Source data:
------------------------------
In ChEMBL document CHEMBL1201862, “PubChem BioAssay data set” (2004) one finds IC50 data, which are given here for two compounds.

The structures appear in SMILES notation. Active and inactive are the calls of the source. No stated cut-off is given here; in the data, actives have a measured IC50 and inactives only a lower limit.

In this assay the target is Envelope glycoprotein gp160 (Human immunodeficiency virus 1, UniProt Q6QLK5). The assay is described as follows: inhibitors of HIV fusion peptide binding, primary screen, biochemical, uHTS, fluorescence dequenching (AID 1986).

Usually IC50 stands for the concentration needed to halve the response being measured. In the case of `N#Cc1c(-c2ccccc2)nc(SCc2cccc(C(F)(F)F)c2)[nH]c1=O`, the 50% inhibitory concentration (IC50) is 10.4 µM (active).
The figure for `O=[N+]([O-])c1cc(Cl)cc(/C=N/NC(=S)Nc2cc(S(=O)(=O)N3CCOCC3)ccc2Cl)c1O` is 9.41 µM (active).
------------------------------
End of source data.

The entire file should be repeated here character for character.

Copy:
In ChEMBL document CHEMBL1201862, “PubChem BioAssay data set” (2004) one finds IC50 data, which are given here for two compounds.

The structures appear in SMILES notation. Active and inactive are the calls of the source. No stated cut-off is given here; in the data, actives have a measured IC50 and inactives only a lower limit.

In this assay the target is Envelope glycoprotein gp160 (Human immunodeficiency virus 1, UniProt Q6QLK5). The assay is described as follows: inhibitors of HIV fusion peptide binding, primary screen, biochemical, uHTS, fluorescence dequenching (AID 1986).

Usually IC50 stands for the concentration needed to halve the response being measured. In the case of `N#Cc1c(-c2ccccc2)nc(SCc2cccc(C(F)(F)F)c2)[nH]c1=O`, the 50% inhibitory concentration (IC50) is 10.4 µM (active).
The figure for `O=[N+]([O-])c1cc(Cl)cc(/C=N/NC(=S)Nc2cc(S(=O)(=O)N3CCOCC3)ccc2Cl)c1O` is 9.41 µM (active).